"Our goal is to provide the optimal level of protection for our heroic employees, as well as extend that assurance to essential workers riding our trains and buses," said MTA Chief Safety Officer Patrick Warren in a release. “We are heading toward having our Temperature Brigade Program test our entire workforce periodically prior to their reporting to work, an important measure to prevent the spread of COVID-19.”

The temperature check locations include 40 subway facilities, 13 MTA PD locations, 10 bus locations, four Long Island Rail Road facilities, three Metro-North facilities, and one Bridges & Tunnels location. These locations include bus depots and shops, train service delivery crew reporting facilities, stations, train car and right-of-way maintenance facilities, bus and subway control centers and a central operations training location.

Anyone with a temperature of 100.4 degrees or higher is sent home and instructed to seek medical guidance and report back to the MTA.

Cuomo Voices Concerns Over How Long Virus Lives On Surface

11:32 a.m. Before he outlined New York State's estimated $13.3 billion budget shortfall during his Friday briefing, Governor Andrew Cuomo discussed COVID-19's ability to survive on surfaces.

"One of the things we're working on is how do we clean, how do we disinfect. We're talking about reopening. We still have public transit systems running. We still have buses running. So we've been working on how to come up with new cleaning and disinfecting protocols," he said. "I asked a simple question to our team a few days ago: how long does the virus live? It's something we need to know, but frankly, I think it's something everybody needs to know."

A slide from Governor CUomo's presentation that details how the virus can lives up to 72 hours on plastic and stainless steel

From his April 24, 2020 presentation

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From his April 24, 2020 presentation
Governor Cuomo's office

Noting how the novel coronavirus can live on plastic and steel surfaces for up to three days, the governor said, "Just think about this from a transit point of view or from your car point of view. It can live on a vinyl car seat up to 72 hours. It can live on a pole in a bus or on a seat in a bus for up to 72 hours, up to 24 hours on cardboard, up to four hours on materials like copper, and the droplets can hang in the air for three hours."

"This was a shocker to me," Cuomo added. "When they were talking about droplets, I thought it was a droplet, and then it falls, right? It's a droplet that can hang in the air for three hours. I don't even know how that works. And many of the people who spread it are showing no symptoms at all. So just factor that in in your daily life when you're going through your own precautions."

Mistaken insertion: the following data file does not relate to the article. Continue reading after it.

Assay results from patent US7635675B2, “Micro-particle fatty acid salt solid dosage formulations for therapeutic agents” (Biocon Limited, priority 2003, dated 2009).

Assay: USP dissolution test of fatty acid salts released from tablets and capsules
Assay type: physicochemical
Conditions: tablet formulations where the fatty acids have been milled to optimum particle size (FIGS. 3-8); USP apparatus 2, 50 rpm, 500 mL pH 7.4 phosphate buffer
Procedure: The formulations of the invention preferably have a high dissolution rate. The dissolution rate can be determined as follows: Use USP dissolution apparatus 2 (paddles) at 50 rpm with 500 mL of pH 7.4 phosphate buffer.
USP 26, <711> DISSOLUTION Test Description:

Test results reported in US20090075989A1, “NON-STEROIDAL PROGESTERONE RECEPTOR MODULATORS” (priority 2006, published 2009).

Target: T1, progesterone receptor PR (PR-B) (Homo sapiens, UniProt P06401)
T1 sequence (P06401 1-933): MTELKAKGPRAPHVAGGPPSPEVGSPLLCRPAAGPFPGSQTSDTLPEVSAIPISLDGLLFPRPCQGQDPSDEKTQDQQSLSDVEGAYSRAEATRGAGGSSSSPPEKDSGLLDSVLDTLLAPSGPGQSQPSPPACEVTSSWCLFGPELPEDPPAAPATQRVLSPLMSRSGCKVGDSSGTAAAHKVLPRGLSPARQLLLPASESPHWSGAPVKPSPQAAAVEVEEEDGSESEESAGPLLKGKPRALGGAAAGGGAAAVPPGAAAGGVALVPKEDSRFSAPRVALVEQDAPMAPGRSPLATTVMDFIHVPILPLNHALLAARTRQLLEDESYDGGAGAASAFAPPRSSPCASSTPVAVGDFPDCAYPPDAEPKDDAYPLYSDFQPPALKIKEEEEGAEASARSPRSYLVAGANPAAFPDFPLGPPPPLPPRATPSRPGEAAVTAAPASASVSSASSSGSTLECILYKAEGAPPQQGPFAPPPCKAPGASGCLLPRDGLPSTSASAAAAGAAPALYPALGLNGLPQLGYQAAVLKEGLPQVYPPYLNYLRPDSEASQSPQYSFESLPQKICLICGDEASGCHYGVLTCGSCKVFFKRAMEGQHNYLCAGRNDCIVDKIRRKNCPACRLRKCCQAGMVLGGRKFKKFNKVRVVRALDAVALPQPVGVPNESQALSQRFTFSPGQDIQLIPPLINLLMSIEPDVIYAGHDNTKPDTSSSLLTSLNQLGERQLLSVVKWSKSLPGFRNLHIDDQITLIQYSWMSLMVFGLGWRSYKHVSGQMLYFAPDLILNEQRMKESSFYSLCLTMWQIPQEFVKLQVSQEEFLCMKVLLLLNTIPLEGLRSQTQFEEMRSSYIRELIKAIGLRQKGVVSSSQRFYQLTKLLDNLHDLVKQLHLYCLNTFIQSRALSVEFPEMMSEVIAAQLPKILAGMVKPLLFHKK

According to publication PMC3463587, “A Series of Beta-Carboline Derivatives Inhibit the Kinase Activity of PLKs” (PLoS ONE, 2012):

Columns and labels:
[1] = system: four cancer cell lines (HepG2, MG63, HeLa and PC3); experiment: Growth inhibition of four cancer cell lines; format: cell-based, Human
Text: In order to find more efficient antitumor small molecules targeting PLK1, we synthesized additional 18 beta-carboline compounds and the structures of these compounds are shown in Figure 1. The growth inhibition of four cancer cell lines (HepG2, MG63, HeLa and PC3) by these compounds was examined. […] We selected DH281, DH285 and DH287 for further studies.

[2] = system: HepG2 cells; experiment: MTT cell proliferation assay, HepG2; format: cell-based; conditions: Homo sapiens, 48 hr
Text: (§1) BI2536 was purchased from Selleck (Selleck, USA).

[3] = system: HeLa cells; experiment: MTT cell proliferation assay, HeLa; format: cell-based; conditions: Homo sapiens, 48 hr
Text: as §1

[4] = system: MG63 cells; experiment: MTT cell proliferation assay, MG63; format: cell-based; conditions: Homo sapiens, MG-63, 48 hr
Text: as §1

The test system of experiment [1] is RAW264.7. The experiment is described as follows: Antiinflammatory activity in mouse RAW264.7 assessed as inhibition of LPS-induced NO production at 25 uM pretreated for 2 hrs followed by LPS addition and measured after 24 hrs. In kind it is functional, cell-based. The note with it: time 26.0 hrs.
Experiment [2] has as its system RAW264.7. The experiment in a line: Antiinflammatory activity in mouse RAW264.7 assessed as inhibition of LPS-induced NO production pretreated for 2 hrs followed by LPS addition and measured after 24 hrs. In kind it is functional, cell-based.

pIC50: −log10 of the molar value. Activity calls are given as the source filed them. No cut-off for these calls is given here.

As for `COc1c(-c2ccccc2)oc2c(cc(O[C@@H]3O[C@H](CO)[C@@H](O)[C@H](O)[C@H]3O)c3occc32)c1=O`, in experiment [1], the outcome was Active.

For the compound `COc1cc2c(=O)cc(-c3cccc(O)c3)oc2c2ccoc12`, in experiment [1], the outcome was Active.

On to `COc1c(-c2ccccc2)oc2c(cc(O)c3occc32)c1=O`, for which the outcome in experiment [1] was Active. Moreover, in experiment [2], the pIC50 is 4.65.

This comes as other states have begun to reopen: Georgia allowed some businesses, like hair salons, barbershops, tattoo parlors, gyms, and bowling alleys to see customers again on Friday, and on Monday dine-in restaurants can resume full service; Tennessee will let restaurants and some retail stores reopen next week. Wendy Hamilton, who has a small salon outside Atlanta, told the AJC she wouldn't be opening just yet: "It’s just not a risk that I’m willing to take."

President Donald Trump held a much shorter briefing on Friday evening, a day after he falsely and dangerously suggested that ingesting disinfectants or exposure to daylight could kill the virus. That announcement prompted Lysol and Clorox, along with the U.S. Surgeon General and numerous state health departments, to tell everyone not to ingest the chemical cleaning agents.

Trump's briefings had been freewheeling opportunities for him to essentially campaign, but his Thursday appearance rattled his team, according to Axios which reported that Trump would be shortening his briefings: "A number of Trump's most trusted advisers — both inside and outside the White House — have urged him to stop doing marathon televised briefings. 'I told him it's not helping him,' said one adviser to the president. 'Seniors are scared. And the spectacle of him fighting with the press isn't what people want to see.'"

Another source told Axios, "I mean, you wonder how we got to the point where you're talking about injecting disinfectant?"